Bisexual Species: Unorthodox Sex in the Animal Kingdom: Scientific American

This could have gone in my last post, con­sid­er­ing Porter’s life 😉 Thanks to Scott Bragg for the link.

Bisex­u­al Species: Unortho­dox Sex in the Ani­mal King­dom: Sci­en­tif­ic Amer­i­can

… as many as 1,500 species of wild and cap­tive ani­mals that have been observed engag­ing in homo­sex­u­al activ­i­ty. Researchers have seen such same-sex goings-on in both male and female, old and young, and social and soli­tary crea­tures and on branch­es of the evo­lu­tion­ary tree rang­ing from insects to mam­mals.

Unlike most humans, how­ev­er, indi­vid­ual ani­mals gen­er­al­ly can­not be clas­si­fied as gay or straight: an ani­mal that engages in a same-sex flir­ta­tion or part­ner­ship does not nec­es­sar­i­ly shun het­ero­sex­u­al encoun­ters. Rather many species seem to have ingrained homo­sex­u­al ten­den­cies that are a reg­u­lar part of their soci­ety. That is, there are prob­a­bly no strict­ly gay crit­ters, just bisex­u­al ones. “Ani­mals don’t do sex­u­al iden­ti­ty. They just do sex,” says soci­ol­o­gist Eric Ander­son of the Uni­ver­si­ty of Bath in Eng­land.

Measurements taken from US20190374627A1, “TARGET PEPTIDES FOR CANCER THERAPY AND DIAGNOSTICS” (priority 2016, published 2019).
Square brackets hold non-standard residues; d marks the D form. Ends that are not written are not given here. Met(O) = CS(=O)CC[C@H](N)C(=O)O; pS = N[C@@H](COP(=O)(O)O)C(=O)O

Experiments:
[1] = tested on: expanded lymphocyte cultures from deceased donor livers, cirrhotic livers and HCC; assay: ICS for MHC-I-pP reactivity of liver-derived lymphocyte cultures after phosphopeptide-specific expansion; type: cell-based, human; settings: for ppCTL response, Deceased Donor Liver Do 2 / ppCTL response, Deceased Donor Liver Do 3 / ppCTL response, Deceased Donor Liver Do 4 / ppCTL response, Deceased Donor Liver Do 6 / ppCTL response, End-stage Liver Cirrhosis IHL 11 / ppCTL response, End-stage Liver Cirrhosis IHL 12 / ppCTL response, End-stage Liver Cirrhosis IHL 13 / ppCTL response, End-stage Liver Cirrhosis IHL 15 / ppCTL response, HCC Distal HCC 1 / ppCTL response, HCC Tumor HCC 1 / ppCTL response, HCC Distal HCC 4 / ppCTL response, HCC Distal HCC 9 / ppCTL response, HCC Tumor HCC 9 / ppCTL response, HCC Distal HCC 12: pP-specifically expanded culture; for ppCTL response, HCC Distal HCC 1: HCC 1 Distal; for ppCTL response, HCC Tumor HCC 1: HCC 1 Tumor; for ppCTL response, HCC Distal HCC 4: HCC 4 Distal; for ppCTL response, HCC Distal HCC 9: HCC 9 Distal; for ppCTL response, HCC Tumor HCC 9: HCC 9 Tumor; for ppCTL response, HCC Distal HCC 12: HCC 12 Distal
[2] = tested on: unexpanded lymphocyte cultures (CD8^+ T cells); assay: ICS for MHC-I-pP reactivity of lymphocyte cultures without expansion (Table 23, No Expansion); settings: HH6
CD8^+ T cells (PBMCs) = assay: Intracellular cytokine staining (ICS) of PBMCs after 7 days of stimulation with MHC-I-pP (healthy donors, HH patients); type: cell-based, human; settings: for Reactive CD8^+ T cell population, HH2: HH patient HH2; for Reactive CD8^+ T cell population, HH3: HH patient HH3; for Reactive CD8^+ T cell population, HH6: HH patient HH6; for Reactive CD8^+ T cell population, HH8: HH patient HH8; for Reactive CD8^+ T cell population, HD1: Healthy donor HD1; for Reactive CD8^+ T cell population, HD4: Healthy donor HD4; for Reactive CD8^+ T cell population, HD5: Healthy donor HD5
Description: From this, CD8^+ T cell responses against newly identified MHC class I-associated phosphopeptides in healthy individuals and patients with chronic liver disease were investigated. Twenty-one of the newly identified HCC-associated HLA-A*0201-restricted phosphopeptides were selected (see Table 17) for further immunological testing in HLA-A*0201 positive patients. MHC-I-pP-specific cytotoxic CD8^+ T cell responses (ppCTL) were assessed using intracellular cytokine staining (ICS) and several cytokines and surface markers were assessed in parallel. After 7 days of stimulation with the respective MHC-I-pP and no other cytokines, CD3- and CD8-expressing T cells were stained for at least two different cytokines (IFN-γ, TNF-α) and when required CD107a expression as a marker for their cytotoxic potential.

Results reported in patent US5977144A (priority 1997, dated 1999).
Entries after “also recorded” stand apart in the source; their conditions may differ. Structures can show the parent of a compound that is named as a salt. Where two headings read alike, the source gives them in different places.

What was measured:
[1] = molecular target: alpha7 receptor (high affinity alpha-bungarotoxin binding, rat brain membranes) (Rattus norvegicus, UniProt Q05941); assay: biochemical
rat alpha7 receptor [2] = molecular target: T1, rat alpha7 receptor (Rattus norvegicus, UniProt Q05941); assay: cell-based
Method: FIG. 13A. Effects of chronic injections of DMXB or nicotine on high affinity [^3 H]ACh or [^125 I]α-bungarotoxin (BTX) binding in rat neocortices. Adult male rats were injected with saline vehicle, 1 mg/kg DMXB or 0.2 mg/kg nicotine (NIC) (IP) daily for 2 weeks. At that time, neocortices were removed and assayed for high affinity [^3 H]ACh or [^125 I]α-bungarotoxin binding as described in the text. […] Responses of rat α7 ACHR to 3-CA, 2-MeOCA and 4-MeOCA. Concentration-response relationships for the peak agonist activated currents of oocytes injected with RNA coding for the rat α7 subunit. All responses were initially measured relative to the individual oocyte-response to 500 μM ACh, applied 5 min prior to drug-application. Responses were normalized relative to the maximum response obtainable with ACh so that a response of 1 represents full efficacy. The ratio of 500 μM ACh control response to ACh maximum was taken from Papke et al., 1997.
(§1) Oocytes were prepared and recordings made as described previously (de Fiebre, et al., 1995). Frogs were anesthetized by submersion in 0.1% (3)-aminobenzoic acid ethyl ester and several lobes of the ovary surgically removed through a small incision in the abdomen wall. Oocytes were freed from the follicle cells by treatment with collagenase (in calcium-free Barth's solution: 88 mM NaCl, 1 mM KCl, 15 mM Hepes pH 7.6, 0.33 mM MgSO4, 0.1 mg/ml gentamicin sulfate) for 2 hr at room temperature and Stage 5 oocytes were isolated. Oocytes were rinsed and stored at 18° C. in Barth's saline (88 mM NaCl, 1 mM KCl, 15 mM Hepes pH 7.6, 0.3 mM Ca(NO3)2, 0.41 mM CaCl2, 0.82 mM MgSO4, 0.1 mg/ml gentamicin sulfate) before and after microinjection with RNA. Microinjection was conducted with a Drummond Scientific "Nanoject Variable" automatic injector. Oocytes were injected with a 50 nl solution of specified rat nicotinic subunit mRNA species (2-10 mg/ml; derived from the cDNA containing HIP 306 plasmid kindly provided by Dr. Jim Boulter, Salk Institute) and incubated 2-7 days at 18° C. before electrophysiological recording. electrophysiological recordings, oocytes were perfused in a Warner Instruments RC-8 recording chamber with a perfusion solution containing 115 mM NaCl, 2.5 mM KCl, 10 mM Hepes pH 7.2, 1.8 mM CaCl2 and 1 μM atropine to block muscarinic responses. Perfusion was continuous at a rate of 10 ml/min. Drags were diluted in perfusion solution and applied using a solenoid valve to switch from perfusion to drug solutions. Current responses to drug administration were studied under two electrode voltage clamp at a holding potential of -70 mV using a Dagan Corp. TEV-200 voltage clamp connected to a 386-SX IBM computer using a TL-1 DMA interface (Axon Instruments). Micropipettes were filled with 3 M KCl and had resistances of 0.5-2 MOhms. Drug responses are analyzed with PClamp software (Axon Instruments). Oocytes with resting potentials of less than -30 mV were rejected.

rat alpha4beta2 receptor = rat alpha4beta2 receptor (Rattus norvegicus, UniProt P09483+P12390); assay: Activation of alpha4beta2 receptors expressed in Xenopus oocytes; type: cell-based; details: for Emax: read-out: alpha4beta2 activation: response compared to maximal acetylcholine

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5 Responses to “Bisexual Species: Unorthodox Sex in the Animal Kingdom: Scientific American”

  1. Hope Says:
    July 13th, 2008 at 9:16 pm

    Neat arti­cle — thanks for the link 🙂

    I’m note sure what it says about me, that I’m bisex­u­al the way ani­mals are bisex­u­al — but I’m pret­ty okay with it 🙂

  2. cyn Says:
    July 13th, 2008 at 9:33 pm

    I’m par­tial to Spi­der Robinson’s view, that if we (in gen­er­al, cul­tur­al­ly, uni­ver­sal­ly) had few­er hangups, we’d all be bisex­u­al.

  3. Hope Says:
    July 13th, 2008 at 9:37 pm

    I think that’s quite like­ly.

    Which reminds me — I haven’t read any Spi­der Robin­son in ages. I should change that.

  4. cmoser@mmi-agency.com Says:
    July 14th, 2008 at 4:18 pm

    Do you think ani­mals are ostra­cized by oth­er ani­mals for engag­ing in homo­sex­u­al activ­i­ties? Does it car­ry the same stig­ma as in human soci­ety?

  5. cyn Says:
    July 14th, 2008 at 6:10 pm

    No, because the behav­ior is com­plete­ly nat­ur­al.